Chinese word for twelve is translated as ten two.

Using ten two to represent 12 has two advantages. First,

children do not need to memorize additional word tags,

such as eleven and twelve. Second, the fact that twelve is

composed of a single tens value and two units values is

obvious. As might be expected, the irregular structure

of European-derived number words is not associated

with cross-national differences in childrens learning of

number words less than 10, their ability to solve simple

arithmetical word problems that involve manipulating

quantities less than 10, or their understanding of the

counting principles to be described (Miller, Smith, Zhu,

& Zhang, 1995). However, differences in the structure

of number words between 10 and 100 appear to contribute to later cross-national differences in ease of

learning the base-10 structure of the number system and

to use associated arithmetical procedures and problemsolving strategies (Geary, Bow-Thomas, Liu, & Siegler,

1996; Fuson & Kwon, 1992a).

Counting Procedures and Errors. The conceptual principles that guide counting behavior emerge

during the preschool years, but it is debated as to

whether these principles have an inherent basis (R.

Gelman & Gallistel, 1978), or emerge through observation of the counting behavior of others and regularities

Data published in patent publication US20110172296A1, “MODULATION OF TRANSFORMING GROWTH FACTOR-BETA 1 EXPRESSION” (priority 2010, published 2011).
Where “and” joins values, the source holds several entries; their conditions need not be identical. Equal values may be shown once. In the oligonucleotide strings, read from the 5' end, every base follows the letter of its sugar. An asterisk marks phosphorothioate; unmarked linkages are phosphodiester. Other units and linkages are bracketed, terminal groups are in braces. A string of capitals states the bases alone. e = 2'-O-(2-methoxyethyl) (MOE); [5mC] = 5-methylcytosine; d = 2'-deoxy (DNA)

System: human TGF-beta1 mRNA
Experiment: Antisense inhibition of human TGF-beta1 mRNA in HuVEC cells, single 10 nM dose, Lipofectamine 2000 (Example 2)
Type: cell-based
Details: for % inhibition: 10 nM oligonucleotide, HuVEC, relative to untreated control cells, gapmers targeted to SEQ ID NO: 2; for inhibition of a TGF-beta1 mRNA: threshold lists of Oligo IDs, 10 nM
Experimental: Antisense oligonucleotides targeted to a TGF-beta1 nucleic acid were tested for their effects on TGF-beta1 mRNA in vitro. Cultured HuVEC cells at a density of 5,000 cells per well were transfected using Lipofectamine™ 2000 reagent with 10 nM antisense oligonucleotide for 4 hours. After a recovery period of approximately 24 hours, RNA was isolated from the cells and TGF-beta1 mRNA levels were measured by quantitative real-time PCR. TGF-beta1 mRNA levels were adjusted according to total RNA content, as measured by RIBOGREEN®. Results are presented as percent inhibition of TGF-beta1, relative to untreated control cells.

in this behavior (Briars & Siegler, 1984; Fuson, 1988).

And, of course, counting principles may emerge from a

combination of inherent constraints and counting experience (Geary, 1995; R. Gelman, 1990). R. Gelman and

Gallistel proposed childrens counting behavior is

guided by five inherent and implicit principles that mature during the preschool years. During those years,

childrens counting behavior and their description of

counting suggest knowledge of these implicit rules can

become more explicit and the application of these principles during the act of counting becomes more stable

and accurate.

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only one word tag, e.g., one, two, is assigned to

each counted object); stable order (the order of the

word tags must be invariant across counted sets); cardinality (the value of the final word tag represents the

quantity of items in the counted set); abstraction (objects of any kind can be collected together and

counted); and order-irrelevance (items within a given